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Beginning compost...question.

Posted by randi86 (My Page) on
Fri, Jun 12, 09 at 2:30

I was raised on a small southern animal farm. At any given time we have had horses, dogs, cats, goats, pigs, chickens, geese, guinaes, a raccoon, deer, etc.
Animals have come and gone, and now that I am in college, we are down to mainly one horse; we still have some smaller animals, but they do not matter for this question.
On our property we have a wooden barn with the natural earth as the floor. The horses have always had free reign of the barn, being able to come and go from it as they please. The dirt on the floor has slowly risen from manure, etc. accumulating.
I am wanting to take the accumulated dirt from the floor and possibly compost it.
With the horses being the main contributors of the "rich dirt" on the floor, (it's at that stage where it is dry and somewhat dusty, if that makes sense, very rich, but dry), I understand there are many weed seeds in the dirt and that it is too rich to put directly on plants.
I read about something called "hot composting" to bring the temp. of the compost pile up to a high enough temperature to kill the weed seeds.
How is the best way to do this?
I have no tractor. I would be shoveling by hand.
The barn is on a small hill. The article I read said to allow for runoff, so I am wondering if simply piling it into a large pile at the top of the hill near the barn would allow for a sufficient composting environment.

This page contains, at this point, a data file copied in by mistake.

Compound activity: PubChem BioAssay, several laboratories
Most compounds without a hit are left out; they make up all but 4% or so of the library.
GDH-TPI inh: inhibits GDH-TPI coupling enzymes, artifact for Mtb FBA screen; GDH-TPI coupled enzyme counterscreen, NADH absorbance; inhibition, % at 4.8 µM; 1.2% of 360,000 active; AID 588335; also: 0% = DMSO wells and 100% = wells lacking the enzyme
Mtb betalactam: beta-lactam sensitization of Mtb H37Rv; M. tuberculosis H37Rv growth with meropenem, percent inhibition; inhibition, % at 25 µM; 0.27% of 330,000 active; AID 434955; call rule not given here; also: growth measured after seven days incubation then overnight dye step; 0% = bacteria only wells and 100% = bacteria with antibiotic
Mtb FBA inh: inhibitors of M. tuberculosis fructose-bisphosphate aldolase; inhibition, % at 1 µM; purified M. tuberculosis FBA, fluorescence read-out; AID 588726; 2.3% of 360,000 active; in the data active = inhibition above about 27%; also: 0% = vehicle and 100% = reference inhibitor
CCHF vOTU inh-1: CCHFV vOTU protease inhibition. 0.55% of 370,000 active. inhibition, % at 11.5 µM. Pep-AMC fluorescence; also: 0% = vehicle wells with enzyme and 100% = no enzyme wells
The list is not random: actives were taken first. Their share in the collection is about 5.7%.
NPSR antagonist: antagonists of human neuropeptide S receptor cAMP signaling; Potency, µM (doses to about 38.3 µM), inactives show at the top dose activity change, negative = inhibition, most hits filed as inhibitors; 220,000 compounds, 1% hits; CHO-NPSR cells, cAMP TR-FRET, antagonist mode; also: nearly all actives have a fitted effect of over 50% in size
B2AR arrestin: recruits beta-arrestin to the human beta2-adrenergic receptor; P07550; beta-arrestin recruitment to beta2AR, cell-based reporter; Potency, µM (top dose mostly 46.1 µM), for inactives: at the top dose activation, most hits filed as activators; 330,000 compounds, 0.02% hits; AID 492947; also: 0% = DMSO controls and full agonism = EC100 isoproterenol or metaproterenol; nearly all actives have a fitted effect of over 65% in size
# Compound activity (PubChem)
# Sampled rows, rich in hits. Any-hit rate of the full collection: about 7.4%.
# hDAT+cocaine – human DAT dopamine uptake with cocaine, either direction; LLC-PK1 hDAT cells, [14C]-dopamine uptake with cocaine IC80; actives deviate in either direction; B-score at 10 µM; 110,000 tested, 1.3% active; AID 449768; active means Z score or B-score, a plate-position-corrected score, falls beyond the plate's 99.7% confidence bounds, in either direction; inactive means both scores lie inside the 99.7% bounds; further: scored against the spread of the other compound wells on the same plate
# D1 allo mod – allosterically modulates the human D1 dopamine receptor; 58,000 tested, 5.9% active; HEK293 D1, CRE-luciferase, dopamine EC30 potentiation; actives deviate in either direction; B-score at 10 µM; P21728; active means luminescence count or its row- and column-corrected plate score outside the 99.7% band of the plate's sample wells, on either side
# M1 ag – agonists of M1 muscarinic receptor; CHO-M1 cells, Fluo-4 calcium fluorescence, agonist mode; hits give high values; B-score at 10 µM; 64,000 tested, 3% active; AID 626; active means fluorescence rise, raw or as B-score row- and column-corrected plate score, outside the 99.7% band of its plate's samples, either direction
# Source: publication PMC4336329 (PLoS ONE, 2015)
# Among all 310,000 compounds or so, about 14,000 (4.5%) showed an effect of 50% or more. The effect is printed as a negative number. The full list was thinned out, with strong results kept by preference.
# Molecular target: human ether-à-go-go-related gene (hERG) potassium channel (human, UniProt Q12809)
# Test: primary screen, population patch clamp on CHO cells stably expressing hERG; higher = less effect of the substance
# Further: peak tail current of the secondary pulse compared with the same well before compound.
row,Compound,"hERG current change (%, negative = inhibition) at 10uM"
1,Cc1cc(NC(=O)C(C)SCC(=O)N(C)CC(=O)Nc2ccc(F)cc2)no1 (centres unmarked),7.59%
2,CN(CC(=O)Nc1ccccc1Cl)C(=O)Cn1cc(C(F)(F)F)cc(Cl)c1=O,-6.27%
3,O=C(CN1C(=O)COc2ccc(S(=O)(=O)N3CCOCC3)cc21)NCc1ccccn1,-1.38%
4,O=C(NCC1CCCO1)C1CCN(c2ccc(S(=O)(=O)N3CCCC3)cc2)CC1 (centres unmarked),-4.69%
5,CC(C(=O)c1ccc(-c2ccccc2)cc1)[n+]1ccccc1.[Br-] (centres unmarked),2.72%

I currently have a vegetable garden: tomatoes, jalapenos, cucumbers, squash, banana peppers, etc.
and a newly planted herb garden that I am just now attempting to start with cilantro and sage...I hope to soon also get some Oregano, basil, thyme, maybe some lavender.
Any advice?

Follow-Up Postings:

RE: Beginning compost...question.

I suggest you visit the Soil, compost and mulch forum - it has excellent FAQs and a great group of people.

Hot composting requires a good mix of "greens" and "browns" and learning about what those are would be helpful.

Good luck!

Here is a link that might be useful: Soil, compost and mulch forum

RE: Beginning compost...question.

Thank you, I didn't see that one.

RE: Beginning compost...question.

If it is dried and dusty, it is past the composting stage. It has already gone through a "heat" in which the bacteria cause the compost to get hot. Horse manure (and cow) is usually not too strong. Now some people claim too much urine can be a problem but I've never experienced it it in dried horse manure. Scrape it up, pile it up, let the rain fall on it and take a look at weeds coming from it. After the weeds sprout, cover the pile with black plastic to kill them. Repeat a couple of times until weeds are minimal. Then spread it in the garden. BTW, horse manure is great to break up clay soil.

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